[content_protector password=”pavlova17″]One in four New Zealand children live in poverty.
That is as many as 28% and nearly 305,000 children. In New Zealand, poverty is defined as not being able to afford basic necessities, including health care, nutritious food, sufficient housing, clothing, bedding and education. This may not look like the poverty we often see in third world countries, but can you imagine living without these things in your life. I certainly couldn’t.
When a child grows up in poverty they miss out on things most New Zealanders take for granted. They often live in cold, damp, over-crowded houses, do not have warm clothing and many days they go hungry. Countless more don’t get to go to the doctor or stay home from school because they don’t have correct uniform or a lunch to take. The impacts also include lower educational achievement, worse health outcomes and social exclusion. This often means that Child Poverty can leave life-time scars, reduced employment prospects, lower earnings, poorer health, and higher rates of criminal offending in adulthood. This can help to explain the cycle of poverty visible around us in Aotearoa.
The reality of poverty of escaping the cycle of poverty is that it is not in any way easy, and in many cases it is not realistic either. When discussing the parents of disadvantaged students at her primary school Jan Tinetti, Principal of Merivale Primary School said, “They want to budget, but they’ve got nothing to budget with. They’ve got absolutely nothing to budget with.” So if not the parents, whose job is it to get children out of poverty?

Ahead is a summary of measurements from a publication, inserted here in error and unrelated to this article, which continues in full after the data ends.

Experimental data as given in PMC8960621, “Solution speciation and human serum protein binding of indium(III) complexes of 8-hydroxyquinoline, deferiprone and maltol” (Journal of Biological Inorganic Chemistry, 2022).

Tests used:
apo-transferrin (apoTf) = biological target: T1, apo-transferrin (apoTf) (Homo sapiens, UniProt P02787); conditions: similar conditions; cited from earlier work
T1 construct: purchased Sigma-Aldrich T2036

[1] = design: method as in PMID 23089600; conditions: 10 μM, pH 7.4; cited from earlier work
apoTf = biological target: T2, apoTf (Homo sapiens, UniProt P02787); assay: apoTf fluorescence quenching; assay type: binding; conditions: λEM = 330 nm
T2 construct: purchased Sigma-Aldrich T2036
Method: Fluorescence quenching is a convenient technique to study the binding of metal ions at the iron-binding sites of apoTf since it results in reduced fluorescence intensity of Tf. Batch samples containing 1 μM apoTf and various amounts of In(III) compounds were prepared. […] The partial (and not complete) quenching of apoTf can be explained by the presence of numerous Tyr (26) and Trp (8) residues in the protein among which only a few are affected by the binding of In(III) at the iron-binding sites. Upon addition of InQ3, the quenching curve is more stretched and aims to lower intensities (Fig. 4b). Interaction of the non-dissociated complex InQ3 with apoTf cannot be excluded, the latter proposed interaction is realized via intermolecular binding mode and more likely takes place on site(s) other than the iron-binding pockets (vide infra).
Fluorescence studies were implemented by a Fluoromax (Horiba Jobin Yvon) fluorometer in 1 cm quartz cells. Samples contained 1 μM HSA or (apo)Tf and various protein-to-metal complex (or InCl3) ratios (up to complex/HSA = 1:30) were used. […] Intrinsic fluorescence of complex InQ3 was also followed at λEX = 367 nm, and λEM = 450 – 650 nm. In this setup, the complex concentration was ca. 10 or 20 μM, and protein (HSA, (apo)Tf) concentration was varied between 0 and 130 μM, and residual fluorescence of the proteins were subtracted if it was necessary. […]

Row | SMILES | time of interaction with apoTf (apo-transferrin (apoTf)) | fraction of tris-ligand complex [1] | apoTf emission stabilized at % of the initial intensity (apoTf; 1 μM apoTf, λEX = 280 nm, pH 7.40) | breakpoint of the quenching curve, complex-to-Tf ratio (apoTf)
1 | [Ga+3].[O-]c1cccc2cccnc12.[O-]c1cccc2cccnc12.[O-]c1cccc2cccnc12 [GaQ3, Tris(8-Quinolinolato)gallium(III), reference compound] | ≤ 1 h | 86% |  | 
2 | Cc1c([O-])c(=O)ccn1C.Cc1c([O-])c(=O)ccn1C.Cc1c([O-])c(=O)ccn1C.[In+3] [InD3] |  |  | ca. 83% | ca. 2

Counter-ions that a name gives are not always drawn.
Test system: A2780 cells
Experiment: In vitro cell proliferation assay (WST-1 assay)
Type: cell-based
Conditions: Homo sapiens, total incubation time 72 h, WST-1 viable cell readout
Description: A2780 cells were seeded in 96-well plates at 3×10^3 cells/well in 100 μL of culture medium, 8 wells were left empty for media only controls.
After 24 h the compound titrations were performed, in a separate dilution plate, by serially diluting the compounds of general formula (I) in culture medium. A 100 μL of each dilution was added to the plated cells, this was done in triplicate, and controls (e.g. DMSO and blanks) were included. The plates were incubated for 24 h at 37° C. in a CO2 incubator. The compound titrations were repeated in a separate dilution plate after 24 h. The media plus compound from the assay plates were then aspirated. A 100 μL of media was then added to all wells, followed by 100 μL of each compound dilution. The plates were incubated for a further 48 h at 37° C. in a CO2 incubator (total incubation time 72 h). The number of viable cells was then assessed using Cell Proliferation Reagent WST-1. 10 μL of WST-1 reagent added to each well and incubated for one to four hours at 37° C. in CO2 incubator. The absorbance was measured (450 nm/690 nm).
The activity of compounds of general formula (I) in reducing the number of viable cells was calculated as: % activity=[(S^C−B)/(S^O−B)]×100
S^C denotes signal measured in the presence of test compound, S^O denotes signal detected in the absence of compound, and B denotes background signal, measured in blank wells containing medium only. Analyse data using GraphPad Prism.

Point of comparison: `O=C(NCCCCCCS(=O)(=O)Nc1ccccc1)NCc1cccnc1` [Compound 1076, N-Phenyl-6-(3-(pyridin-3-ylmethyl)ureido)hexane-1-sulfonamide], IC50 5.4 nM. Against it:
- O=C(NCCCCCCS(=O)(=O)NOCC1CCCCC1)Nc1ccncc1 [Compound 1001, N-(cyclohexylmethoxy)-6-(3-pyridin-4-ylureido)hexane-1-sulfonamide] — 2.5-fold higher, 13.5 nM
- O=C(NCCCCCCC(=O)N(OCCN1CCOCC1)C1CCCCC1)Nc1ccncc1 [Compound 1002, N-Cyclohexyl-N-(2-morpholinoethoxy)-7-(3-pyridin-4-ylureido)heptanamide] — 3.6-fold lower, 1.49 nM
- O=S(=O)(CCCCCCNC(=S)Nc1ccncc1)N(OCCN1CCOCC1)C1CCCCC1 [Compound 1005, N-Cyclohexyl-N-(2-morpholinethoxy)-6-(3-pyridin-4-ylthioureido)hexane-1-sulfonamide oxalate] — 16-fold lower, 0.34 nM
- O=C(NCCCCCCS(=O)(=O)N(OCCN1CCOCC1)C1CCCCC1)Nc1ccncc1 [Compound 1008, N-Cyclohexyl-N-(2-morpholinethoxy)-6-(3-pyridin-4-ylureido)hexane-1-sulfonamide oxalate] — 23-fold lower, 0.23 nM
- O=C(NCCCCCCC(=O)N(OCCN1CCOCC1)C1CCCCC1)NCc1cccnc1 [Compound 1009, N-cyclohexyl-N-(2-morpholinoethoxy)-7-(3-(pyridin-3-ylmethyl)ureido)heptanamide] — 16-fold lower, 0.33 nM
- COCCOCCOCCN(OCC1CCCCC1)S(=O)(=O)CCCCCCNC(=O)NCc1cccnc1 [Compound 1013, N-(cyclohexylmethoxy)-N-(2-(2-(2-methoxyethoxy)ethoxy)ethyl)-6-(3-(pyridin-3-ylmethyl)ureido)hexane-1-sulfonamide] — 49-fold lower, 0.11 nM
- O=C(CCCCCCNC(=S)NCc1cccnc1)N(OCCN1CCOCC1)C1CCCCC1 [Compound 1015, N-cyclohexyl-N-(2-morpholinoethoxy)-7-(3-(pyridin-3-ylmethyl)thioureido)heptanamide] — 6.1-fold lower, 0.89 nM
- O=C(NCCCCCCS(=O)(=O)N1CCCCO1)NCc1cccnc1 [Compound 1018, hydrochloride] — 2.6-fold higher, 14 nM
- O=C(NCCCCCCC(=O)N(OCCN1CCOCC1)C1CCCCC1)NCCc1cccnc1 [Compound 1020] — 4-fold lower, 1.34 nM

Is it the job of New Zealand society? In New Zealand there is a dismissal of the issue of Child Poverty and a negative stigmatism surrounding those who claim it is. This leads to a shame factor for those receiving charity or help. An example of this is that Kids Can choose food for donation based on items that can be distributed in a discrete way. These methods emphasise the scorning attitude society has towards Child Poverty. However, while it is undeniably important for society to support and help this issue in any way they can, it is not their job either to solve this issue.
Ultimately, it has to be central response, it has to be the government. Government policy has the single biggest impact on child poverty rates, affecting family income, housing, health and education. They have to address houses; they have to address wages. The ideal living wage has been identified as $19.80 yet we still don’t have this in New Zealand. The government need to be able to subsidise employers to take people living in poverty conditions as well. It sounds impossible, but there are countries where it has happened and its made amazing change. It’s about hitting factors that are restricting the children of Aotearoa. So come on New Zealand, let’s let our government know that we don’t want our classmates and our neighbours to be the victims of Child Poverty in our amazing country!
Critical Thinking Challenges:
1. Whose job do you think it is to eliminate Child Poverty? Do you agree with the opinion of this essay?
2. How can you personally help to reduce the negative stigmatism surrounding child poverty?
3. How can we become a child poverty free nation in ten years’ time?
1. Ask a parent or a grandparent what child poverty was like in their youth and find out if it has got worse or better since then.
2. Write down a plan the New Zealand government could implement to successfully reduce and eliminate Child Poverty?
3. Research an organisation in New Zealand that is helping reduce Child Poverty and see how you can help. If you can’t see a direct action to be taken, send them an email and ask!